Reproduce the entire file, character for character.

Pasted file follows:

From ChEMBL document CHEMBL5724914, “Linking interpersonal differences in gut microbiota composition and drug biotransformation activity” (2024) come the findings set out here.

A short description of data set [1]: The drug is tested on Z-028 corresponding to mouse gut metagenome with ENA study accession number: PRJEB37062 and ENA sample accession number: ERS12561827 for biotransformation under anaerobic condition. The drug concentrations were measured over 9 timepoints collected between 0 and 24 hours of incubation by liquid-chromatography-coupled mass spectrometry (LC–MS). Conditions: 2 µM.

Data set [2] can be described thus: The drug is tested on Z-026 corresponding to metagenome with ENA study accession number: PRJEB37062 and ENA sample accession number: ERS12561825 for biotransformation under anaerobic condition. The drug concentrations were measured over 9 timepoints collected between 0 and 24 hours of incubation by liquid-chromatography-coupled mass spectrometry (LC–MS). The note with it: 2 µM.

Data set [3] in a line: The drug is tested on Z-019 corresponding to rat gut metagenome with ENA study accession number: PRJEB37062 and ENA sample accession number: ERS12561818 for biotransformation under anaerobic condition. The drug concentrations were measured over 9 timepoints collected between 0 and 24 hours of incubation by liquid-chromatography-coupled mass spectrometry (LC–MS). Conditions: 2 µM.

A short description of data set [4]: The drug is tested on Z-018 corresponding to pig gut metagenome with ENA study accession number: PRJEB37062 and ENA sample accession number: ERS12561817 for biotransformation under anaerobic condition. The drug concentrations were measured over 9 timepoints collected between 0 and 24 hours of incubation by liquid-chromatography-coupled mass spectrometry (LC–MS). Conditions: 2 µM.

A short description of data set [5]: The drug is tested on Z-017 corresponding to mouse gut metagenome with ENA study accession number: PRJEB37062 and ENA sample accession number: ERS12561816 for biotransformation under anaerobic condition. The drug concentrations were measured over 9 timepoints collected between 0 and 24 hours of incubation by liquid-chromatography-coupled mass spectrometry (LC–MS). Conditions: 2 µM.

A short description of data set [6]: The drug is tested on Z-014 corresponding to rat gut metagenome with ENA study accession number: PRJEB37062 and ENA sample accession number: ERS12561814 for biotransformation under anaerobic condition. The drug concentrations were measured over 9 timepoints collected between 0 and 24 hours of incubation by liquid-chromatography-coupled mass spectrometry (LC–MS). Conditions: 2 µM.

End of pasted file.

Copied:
From ChEMBL document CHEMBL5724914, “Linking interpersonal differences in gut microbiota composition and drug biotransformation activity” (2024) come the findings set out here.

A short description of data set [1]: The drug is tested on Z-028 corresponding to mouse gut metagenome with ENA study accession number: PRJEB37062 and ENA sample accession number: ERS12561827 for biotransformation under anaerobic condition. The drug concentrations were measured over 9 timepoints collected between 0 and 24 hours of incubation by liquid-chromatography-coupled mass spectrometry (LC–MS). Conditions: 2 µM.

Data set [2] can be described thus: The drug is tested on Z-026 corresponding to metagenome with ENA study accession number: PRJEB37062 and ENA sample accession number: ERS12561825 for biotransformation under anaerobic condition. The drug concentrations were measured over 9 timepoints collected between 0 and 24 hours of incubation by liquid-chromatography-coupled mass spectrometry (LC–MS). The note with it: 2 µM.

Data set [3] in a line: The drug is tested on Z-019 corresponding to rat gut metagenome with ENA study accession number: PRJEB37062 and ENA sample accession number: ERS12561818 for biotransformation under anaerobic condition. The drug concentrations were measured over 9 timepoints collected between 0 and 24 hours of incubation by liquid-chromatography-coupled mass spectrometry (LC–MS). Conditions: 2 µM.

A short description of data set [4]: The drug is tested on Z-018 corresponding to pig gut metagenome with ENA study accession number: PRJEB37062 and ENA sample accession number: ERS12561817 for biotransformation under anaerobic condition. The drug concentrations were measured over 9 timepoints collected between 0 and 24 hours of incubation by liquid-chromatography-coupled mass spectrometry (LC–MS). Conditions: 2 µM.

A short description of data set [5]: The drug is tested on Z-017 corresponding to mouse gut metagenome with ENA study accession number: PRJEB37062 and ENA sample accession number: ERS12561816 for biotransformation under anaerobic condition. The drug concentrations were measured over 9 timepoints collected between 0 and 24 hours of incubation by liquid-chromatography-coupled mass spectrometry (LC–MS). Conditions: 2 µM.

A short description of data set [6]: The drug is tested on Z-014 corresponding to rat gut metagenome with ENA study accession number: PRJEB37062 and ENA sample accession number: ERS12561814 for biotransformation under anaerobic condition. The drug concentrations were measured over 9 timepoints collected between 0 and 24 hours of incubation by liquid-chromatography-coupled mass spectrometry (LC–MS). Conditions: 2 µM.